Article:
Debug Python related CRASH



  • hi, I rely heavily on Python Tags for some tasks

    the setup is a bit complex, because the tags import my own modules,
    but it worked reliable for years.

    Now I get freezes / crashes on Windows when I open my file
    and strangely that does not happen on macOS.

    Is there a way to

    1. have cinema4d log all python console output to a file?
      maybe I then can see what causes the crashes

    2. safe start c4d without the execution of python tags in the scene?

    best, index



  • Hi,

    your problem sounds a bit like a violation of Cinema's Threading restrictions, but it is hard to tell without any code.

    1. Not natively, but you can mess around with sys.stdout like in any Python interpreter. If you want to have both a console output and a log, you could use something like I did provide at the end of my post. Please remember that my code below is an example and not meant to be used directly.
    2. Also not possible, afaik.

    Cheers,
    zipit

    Code example for a logger object. You have to save the code to a file for this script to work. Details in the doc string.

    """A very simple logger that writes both to the console and to a file.
    
    Saves this code to a file and run the file from the script manager. Cinema
    will start logging all console output to a file in the same folder as
    this script is located in.
    
    The file will only be finalized / updated when you close Cinema, or when
    you restart the logger, i.e. type the following into the console:
    
        import sys
        sys.stdout.restart()
    
    To 'undo' what this script has done, either restart Cinema or type this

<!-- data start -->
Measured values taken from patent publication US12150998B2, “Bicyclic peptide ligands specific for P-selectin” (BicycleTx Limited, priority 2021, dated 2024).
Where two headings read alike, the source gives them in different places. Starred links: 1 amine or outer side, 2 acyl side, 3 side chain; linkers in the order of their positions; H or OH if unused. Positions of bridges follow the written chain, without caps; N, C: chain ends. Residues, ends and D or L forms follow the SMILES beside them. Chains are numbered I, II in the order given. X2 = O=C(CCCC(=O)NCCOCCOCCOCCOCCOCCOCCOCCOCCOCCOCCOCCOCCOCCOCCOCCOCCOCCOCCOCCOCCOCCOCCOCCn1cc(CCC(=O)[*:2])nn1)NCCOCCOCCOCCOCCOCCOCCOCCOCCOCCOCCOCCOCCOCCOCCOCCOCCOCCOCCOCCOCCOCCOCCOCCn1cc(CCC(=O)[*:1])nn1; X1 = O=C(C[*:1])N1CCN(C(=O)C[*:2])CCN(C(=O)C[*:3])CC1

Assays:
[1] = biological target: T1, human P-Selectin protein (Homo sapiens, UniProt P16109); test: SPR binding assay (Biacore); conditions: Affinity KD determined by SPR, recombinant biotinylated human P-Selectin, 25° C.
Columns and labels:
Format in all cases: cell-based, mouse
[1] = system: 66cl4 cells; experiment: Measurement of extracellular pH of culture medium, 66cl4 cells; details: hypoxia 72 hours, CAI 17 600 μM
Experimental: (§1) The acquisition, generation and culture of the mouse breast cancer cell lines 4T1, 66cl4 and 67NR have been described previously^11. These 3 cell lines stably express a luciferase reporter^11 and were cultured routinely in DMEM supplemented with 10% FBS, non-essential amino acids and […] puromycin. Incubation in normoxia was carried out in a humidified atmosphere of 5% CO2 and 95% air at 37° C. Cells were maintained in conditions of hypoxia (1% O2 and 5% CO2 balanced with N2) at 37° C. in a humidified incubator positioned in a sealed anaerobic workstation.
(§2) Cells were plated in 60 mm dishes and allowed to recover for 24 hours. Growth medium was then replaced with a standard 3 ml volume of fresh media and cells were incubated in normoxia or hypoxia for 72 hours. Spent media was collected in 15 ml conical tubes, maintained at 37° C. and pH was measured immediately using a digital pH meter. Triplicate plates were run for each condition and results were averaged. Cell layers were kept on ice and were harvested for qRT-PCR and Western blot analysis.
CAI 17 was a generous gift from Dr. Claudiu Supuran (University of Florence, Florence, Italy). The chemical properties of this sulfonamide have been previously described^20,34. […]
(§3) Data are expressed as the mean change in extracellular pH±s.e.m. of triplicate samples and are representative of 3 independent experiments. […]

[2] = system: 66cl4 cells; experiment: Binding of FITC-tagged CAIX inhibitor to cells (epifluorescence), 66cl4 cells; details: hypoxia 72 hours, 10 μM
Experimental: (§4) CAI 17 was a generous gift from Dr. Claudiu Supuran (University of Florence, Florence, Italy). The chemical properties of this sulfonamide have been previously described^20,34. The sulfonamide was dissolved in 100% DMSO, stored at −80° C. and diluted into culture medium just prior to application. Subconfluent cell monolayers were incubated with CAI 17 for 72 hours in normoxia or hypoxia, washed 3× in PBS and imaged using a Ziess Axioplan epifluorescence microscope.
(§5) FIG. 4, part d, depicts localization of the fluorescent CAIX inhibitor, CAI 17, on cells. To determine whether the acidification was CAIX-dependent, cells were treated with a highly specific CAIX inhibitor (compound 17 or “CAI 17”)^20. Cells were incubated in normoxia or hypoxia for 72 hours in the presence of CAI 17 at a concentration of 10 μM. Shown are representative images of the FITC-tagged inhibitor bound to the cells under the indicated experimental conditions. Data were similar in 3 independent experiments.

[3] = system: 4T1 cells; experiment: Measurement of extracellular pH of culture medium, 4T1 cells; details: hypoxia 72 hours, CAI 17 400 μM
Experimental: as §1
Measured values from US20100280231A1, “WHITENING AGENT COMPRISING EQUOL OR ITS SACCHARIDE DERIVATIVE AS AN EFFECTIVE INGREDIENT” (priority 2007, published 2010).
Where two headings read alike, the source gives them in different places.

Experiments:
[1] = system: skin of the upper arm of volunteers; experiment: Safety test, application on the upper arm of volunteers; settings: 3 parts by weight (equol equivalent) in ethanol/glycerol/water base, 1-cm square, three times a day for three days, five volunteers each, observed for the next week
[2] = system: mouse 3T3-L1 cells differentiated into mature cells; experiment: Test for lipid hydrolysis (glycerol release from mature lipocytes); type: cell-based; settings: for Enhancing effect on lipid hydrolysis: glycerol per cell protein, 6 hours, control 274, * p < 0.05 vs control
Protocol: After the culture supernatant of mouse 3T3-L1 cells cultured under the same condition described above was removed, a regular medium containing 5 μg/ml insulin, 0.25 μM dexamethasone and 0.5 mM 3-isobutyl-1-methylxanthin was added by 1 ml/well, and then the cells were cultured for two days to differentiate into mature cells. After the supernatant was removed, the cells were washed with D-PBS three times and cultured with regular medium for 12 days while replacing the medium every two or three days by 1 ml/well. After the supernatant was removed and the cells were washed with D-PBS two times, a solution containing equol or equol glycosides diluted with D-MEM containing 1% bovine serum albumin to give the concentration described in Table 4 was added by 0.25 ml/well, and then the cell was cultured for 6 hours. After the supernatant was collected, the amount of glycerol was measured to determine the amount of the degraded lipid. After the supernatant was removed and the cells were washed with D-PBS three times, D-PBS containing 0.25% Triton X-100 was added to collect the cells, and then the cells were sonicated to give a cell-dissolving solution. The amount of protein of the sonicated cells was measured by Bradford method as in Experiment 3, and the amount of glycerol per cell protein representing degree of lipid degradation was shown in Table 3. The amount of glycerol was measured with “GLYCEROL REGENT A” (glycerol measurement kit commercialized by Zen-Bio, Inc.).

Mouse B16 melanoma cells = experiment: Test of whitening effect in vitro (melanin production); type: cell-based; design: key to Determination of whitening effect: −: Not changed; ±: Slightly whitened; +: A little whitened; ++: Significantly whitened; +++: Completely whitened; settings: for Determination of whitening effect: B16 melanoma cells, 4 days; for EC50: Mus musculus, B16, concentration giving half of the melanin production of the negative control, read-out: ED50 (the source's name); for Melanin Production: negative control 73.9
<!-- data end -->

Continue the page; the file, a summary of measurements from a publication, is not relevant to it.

into the console:
    
        import sys
        sys.stdout = sys.stdout._stdout
    """
    
    import datetime
    import os
    import sys
    
    class ConsoleLogger(object):
        """A very simple logger that writes both to the console and to a file.
    
        The logger uses a dangling file (a file that is being kept open) which 
        is mostly considered a big no-no the days. The safer approach would be
        to use a file context in `write`, but reopening a file for each write
        access comes at a cost.
    
        The purpose of the whole class is to imitate file object so that it can
        be attached to sys.stdout. The relevant methods are ConsoleLogger.write
        and ConsoleLogger.flush. The rest is more or less fluff. 
    
        If you want to be on the safe side, you could also implement the whole
        file object interface, but I wasn't in the mood for doing that ;) 
        """
        def __init__(self):
            """Initializes the logger. 
            """
            self._file = None
            self._stdout = sys.stdout
            self.restart()
    
        def __del__(self):
            """Destructor.
    
            We have to close the file when the logger is getting destroyed. Also
            reverts sys.stdout to its original state upon instantiation.
            """
            sys.stdout = self._stdout
            self._file.close()
    
        def restart(self):
            """Starts a new logger session.
            """
            # Some date-time and file path gymnastics.
            time_stamp = datetime.datetime.now().ctime().replace(":", "-")
            file_path = "{}.log".format(time_stamp)
            file_path = os.path.join(os.path.split(__file__)[0], file_path)
    
            # Close old file and create a new one.
            if self._file is not None:
                self._file.close()
            self._file = open(file_path, "w+")
    
        def close(self):
            """Closes the logger manually.
            """
            self._file.close()
            self._file = None